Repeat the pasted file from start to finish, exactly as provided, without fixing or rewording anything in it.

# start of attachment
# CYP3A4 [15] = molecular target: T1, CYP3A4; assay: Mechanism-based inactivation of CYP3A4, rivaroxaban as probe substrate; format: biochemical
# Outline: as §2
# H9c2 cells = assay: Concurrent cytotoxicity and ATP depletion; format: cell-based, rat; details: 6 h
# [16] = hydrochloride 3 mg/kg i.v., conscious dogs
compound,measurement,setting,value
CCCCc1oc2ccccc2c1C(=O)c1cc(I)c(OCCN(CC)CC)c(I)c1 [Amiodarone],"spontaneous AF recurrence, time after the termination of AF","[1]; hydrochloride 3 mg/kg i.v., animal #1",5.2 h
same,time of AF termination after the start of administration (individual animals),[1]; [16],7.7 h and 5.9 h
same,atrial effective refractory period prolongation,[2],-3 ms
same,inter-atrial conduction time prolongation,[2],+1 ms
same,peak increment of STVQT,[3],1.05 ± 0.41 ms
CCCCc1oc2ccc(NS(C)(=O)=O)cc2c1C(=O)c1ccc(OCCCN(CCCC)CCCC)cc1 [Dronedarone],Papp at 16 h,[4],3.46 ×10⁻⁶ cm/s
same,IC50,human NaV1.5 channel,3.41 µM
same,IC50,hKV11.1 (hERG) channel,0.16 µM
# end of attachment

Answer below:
# CYP3A4 [15] = molecular target: T1, CYP3A4; assay: Mechanism-based inactivation of CYP3A4, rivaroxaban as probe substrate; format: biochemical
# Outline: as §2
# H9c2 cells = assay: Concurrent cytotoxicity and ATP depletion; format: cell-based, rat; details: 6 h
# [16] = hydrochloride 3 mg/kg i.v., conscious dogs
compound,measurement,setting,value
CCCCc1oc2ccccc2c1C(=O)c1cc(I)c(OCCN(CC)CC)c(I)c1 [Amiodarone],"spontaneous AF recurrence, time after the termination of AF","[1]; hydrochloride 3 mg/kg i.v., animal #1",5.2 h
same,time of AF termination after the start of administration (individual animals),[1]; [16],7.7 h and 5.9 h
same,atrial effective refractory period prolongation,[2],-3 ms
same,inter-atrial conduction time prolongation,[2],+1 ms
same,peak increment of STVQT,[3],1.05 ± 0.41 ms
CCCCc1oc2ccc(NS(C)(=O)=O)cc2c1C(=O)c1ccc(OCCCN(CCCC)CCCC)cc1 [Dronedarone],Papp at 16 h,[4],3.46 ×10⁻⁶ cm/s
same,IC50,human NaV1.5 channel,3.41 µM
same,IC50,hKV11.1 (hERG) channel,0.16 µM